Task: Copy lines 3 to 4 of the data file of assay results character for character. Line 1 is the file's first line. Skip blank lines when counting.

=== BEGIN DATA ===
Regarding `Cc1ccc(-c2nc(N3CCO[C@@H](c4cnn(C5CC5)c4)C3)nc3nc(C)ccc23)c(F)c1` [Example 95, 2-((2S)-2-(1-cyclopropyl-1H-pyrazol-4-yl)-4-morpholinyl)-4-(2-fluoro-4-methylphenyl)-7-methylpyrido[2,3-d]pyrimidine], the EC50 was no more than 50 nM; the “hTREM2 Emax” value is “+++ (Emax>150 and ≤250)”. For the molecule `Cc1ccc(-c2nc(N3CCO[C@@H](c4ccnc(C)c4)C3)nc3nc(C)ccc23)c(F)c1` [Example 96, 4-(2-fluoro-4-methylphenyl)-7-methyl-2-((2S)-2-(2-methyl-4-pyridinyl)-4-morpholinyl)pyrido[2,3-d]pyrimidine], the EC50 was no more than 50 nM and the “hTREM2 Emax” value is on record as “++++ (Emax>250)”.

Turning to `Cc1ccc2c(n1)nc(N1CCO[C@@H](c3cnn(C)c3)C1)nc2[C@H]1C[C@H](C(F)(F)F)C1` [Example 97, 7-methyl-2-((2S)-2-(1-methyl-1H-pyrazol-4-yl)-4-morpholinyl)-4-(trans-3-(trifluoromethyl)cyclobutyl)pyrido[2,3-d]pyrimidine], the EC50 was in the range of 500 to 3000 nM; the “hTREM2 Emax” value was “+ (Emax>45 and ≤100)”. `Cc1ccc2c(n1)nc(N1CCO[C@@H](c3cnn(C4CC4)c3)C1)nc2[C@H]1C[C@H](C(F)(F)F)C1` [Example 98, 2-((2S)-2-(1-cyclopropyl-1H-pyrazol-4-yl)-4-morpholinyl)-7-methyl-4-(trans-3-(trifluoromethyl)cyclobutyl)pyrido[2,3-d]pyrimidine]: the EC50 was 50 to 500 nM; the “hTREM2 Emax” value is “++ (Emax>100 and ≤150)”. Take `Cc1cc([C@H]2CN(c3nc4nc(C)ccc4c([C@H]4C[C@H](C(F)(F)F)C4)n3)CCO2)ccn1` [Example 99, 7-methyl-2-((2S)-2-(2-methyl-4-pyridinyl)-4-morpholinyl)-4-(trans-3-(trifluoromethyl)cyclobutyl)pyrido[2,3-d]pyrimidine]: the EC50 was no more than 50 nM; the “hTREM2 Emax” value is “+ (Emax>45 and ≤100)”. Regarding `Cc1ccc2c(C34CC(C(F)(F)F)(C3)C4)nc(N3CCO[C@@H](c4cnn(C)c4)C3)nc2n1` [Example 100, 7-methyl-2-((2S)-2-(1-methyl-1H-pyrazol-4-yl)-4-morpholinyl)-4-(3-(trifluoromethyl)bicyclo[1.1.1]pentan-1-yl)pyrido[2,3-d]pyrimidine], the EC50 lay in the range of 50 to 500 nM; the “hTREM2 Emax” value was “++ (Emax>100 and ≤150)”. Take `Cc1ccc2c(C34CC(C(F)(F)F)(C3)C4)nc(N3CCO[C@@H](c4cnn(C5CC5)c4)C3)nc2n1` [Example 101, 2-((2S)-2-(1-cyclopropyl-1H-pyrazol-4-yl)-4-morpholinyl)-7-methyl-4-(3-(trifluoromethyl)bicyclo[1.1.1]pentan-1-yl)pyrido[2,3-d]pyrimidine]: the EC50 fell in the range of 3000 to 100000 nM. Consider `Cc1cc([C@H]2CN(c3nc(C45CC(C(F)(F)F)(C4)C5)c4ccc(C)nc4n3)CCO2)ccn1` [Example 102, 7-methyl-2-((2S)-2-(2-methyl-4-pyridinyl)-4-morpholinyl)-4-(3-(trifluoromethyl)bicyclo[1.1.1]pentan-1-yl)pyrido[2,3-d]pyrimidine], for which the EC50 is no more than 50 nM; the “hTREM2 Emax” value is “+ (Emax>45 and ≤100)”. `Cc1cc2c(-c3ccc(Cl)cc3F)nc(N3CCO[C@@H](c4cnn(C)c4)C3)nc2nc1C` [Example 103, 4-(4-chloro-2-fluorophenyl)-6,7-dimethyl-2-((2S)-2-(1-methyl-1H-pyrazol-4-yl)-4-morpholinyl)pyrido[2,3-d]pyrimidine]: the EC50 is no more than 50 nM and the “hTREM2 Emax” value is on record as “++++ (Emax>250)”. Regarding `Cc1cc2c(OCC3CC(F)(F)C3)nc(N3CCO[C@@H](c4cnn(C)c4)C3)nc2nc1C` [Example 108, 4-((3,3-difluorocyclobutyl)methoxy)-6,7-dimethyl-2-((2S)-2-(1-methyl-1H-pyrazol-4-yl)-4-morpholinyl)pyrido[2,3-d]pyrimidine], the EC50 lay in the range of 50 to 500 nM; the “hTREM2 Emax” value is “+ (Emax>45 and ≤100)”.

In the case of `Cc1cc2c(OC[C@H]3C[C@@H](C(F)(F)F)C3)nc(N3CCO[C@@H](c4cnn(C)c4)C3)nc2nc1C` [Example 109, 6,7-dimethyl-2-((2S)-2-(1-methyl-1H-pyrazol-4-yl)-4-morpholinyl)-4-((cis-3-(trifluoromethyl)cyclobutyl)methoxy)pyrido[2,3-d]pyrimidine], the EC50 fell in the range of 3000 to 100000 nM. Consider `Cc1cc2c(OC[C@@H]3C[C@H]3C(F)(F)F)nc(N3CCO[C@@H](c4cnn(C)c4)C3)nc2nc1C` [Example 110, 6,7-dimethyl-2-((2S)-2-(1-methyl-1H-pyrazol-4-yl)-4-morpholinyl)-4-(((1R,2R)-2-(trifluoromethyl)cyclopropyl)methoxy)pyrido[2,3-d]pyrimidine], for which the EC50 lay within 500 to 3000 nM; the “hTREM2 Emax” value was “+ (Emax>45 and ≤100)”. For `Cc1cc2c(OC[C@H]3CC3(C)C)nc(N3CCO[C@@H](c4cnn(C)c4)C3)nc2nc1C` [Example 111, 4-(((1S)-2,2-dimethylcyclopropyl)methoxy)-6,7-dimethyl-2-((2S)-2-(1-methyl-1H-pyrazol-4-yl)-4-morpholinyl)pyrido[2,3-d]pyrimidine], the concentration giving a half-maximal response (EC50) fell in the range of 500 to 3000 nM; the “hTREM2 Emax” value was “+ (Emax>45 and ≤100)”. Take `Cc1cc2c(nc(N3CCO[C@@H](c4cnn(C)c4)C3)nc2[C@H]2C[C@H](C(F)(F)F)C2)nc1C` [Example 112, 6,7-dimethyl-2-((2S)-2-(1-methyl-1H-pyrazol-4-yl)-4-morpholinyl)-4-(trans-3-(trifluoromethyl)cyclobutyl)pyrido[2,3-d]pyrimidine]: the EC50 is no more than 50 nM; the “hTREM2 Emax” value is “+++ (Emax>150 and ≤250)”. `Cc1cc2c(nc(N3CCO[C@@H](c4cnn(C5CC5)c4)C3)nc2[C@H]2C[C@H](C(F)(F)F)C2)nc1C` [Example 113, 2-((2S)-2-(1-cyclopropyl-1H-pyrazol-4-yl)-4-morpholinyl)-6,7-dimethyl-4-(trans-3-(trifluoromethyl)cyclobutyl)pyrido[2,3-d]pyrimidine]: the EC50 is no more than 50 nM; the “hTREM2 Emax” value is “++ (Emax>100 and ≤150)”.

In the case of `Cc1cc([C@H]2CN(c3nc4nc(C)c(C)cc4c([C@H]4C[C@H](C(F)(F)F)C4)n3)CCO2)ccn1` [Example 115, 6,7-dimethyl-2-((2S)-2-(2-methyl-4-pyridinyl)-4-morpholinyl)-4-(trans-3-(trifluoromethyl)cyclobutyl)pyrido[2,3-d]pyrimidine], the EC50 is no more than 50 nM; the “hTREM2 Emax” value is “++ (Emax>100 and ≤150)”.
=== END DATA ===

In the case of `Cc1cc2c(OC[C@H]3C[C@@H](C(F)(F)F)C3)nc(N3CCO[C@@H](c4cnn(C)c4)C3)nc2nc1C` [Example 109, 6,7-dimethyl-2-((2S)-2-(1-methyl-1H-pyrazol-4-yl)-4-morpholinyl)-4-((cis-3-(trifluoromethyl)cyclobutyl)methoxy)pyrido[2,3-d]pyrimidine], the EC50 fell in the range of 3000 to 100000 nM. Consider `Cc1cc2c(OC[C@@H]3C[C@H]3C(F)(F)F)nc(N3CCO[C@@H](c4cnn(C)c4)C3)nc2nc1C` [Example 110, 6,7-dimethyl-2-((2S)-2-(1-methyl-1H-pyrazol-4-yl)-4-morpholinyl)-4-(((1R,2R)-2-(trifluoromethyl)cyclopropyl)methoxy)pyrido[2,3-d]pyrimidine], for which the EC50 lay within 500 to 3000 nM; the “hTREM2 Emax” value was “+ (Emax>45 and ≤100)”. For `Cc1cc2c(OC[C@H]3CC3(C)C)nc(N3CCO[C@@H](c4cnn(C)c4)C3)nc2nc1C` [Example 111, 4-(((1S)-2,2-dimethylcyclopropyl)methoxy)-6,7-dimethyl-2-((2S)-2-(1-methyl-1H-pyrazol-4-yl)-4-morpholinyl)pyrido[2,3-d]pyrimidine], the concentration giving a half-maximal response (EC50) fell in the range of 500 to 3000 nM; the “hTREM2 Emax” value was “+ (Emax>45 and ≤100)”. Take `Cc1cc2c(nc(N3CCO[C@@H](c4cnn(C)c4)C3)nc2[C@H]2C[C@H](C(F)(F)F)C2)nc1C` [Example 112, 6,7-dimethyl-2-((2S)-2-(1-methyl-1H-pyrazol-4-yl)-4-morpholinyl)-4-(trans-3-(trifluoromethyl)cyclobutyl)pyrido[2,3-d]pyrimidine]: the EC50 is no more than 50 nM; the “hTREM2 Emax” value is “+++ (Emax>150 and ≤250)”. `Cc1cc2c(nc(N3CCO[C@@H](c4cnn(C5CC5)c4)C3)nc2[C@H]2C[C@H](C(F)(F)F)C2)nc1C` [Example 113, 2-((2S)-2-(1-cyclopropyl-1H-pyrazol-4-yl)-4-morpholinyl)-6,7-dimethyl-4-(trans-3-(trifluoromethyl)cyclobutyl)pyrido[2,3-d]pyrimidine]: the EC50 is no more than 50 nM; the “hTREM2 Emax” value is “++ (Emax>100 and ≤150)”.

In the case of `Cc1cc([C@H]2CN(c3nc4nc(C)c(C)cc4c([C@H]4C[C@H](C(F)(F)F)C4)n3)CCO2)ccn1` [Example 115, 6,7-dimethyl-2-((2S)-2-(2-methyl-4-pyridinyl)-4-morpholinyl)-4-(trans-3-(trifluoromethyl)cyclobutyl)pyrido[2,3-d]pyrimidine], the EC50 is no more than 50 nM; the “hTREM2 Emax” value is “++ (Emax>100 and ≤150)”.